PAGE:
Paro, K., & Pianta, R. C. (2001). Predicting children's competence in the early school years: A meta-analytic review. Review of Educational Research, 70, 443–484.CrossRefGoogle Scholar
Meisels, S. J. (1999). Assessing readiness. In Pianta, R. C. & Cox, M. (Eds.), The transition to kindergarten: Research, policy, training, and practice. Baltimore: Paul Brookes Publishers.Google Scholar
National Center for Education Statistics. (1994). School and staffing survey. Washington, DC: National Center for Education Statistics.
National Center for Education Statistics. (1999). America's kindergartners. Washington, DC: National Center for Education Statistics.
National Center for Education Statistics. (2003). The Condition of Education 2003 (NCES 2003–067). Washington, DC: Institute of Education Sciences, US Dept of Education.
NICHD Early Child Care Research Network. (2002). The relation of global first grade classroom environment to structural classroom features and teacher and student behaviors. The Elementary School Journal, 102, 367–387.CrossRef
NICHD Early Child Care Research Network. (2003a). The NICHD Study of Early Child Care: Contexts of development and developmental outcomes over the first seven years of life. In Brooks-Gunn, J. & Berlin, L. J. (Eds.), Early childhood development in the 21st century (pp. 182–201). New York: Teachers College Press.Google Scholar
NICHD Early Child Care Research Network (2003b). Social functioning in first grade: Association with earlier home and child care predictors and with current classroom practices. Child Development, 74, 1639–1662.CrossRef
NICHD Early Child Care Research Network. (2004). Does class size in first grade relate to changes in child academic and social performance or observed classroom processes?Developmental Psychology, 40, 651–654.CrossRef
NICHD Early Child Care Research Network. (in press). A day in third grade: A large-scale study of classroom quality and teacher and student behavior. The Elementary School Journal.
Rimm-Kaufman, S. E., Pianta, R. C., & Cox, M. J. (2000). Teachers' judgments of success in the transition to kindergarten. Early Childhood Research Quarterly, 15, 147–166.CrossRefGoogle Scholar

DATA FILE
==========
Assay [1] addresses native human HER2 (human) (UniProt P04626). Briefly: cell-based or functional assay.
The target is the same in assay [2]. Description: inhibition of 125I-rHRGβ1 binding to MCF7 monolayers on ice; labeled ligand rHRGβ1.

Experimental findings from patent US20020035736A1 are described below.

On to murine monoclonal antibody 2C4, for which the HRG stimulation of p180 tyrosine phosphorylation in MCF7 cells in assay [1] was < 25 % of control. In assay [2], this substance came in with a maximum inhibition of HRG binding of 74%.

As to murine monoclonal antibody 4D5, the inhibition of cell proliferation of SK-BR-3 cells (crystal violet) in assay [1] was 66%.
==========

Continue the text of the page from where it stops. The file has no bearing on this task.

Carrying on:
Rimm-Kaufman, S. E., Early, D. M., Cox, M. U., Saluja, G., Pianta, R. C., Bradley, R. H., & Payne, C. (2002). Early behavioral attributes and teachers' sensitivity as predictors of competent behavior in the kindergarten classroom. Applied Developmental Psychology, 23, 451–470.CrossRefGoogle Scholar
Schwartz, D., McFadyen-Ketchum, S. A., Dodge, K. A., Pettit, G. S., & Bates, J. E. (1999). Early behavior problems as a predictor of later peer group victimization: Moderators and mediators in the pathways of social risk. Journal of Abnormal Child Psychology, 27, 191–201.CrossRefGoogle ScholarPubMed
Weinstein, C. S. (1991). The classroom as a social context for learning. Annual Review of Psychology, 42, 493–525.CrossRefGoogle ScholarPubMed

Save book to Kindle

To save this book to your Kindle, first ensure coreplatform@cambridge.org is added to your Approved Personal Document E-mail List under your Personal Document Settings on the Manage Your Content and Devices page of your Amazon account. Then enter the ‘name’ part of your Kindle email address below. Find out more about saving to your Kindle.

Note you can select to save to either the @free.kindle.com or @kindle.com variations. ‘@free.kindle.com’ emails are free but can only be saved to your device when it is connected to wi-fi. ‘@kindle.com’ emails can be delivered even when you are not connected to wi-fi, but note that service fees apply.

Find out more about the Kindle Personal Document Service.

Available formats
×

Save book to Dropbox

To save content items to your account, please confirm that you agree to abide by our usage policies. If this is the first time you use this feature, you will be asked to authorise Cambridge Core to connect with your account. Find out more about saving content to Dropbox.

Available formats
×

Save book to Google Drive

To save content items to your account, please confirm that you agree to abide by our usage policies. If this is the first time you use this feature, you will be asked to authorise Cambridge Core to connect with your account. Find out more about saving content to Google Drive.

Available formats
×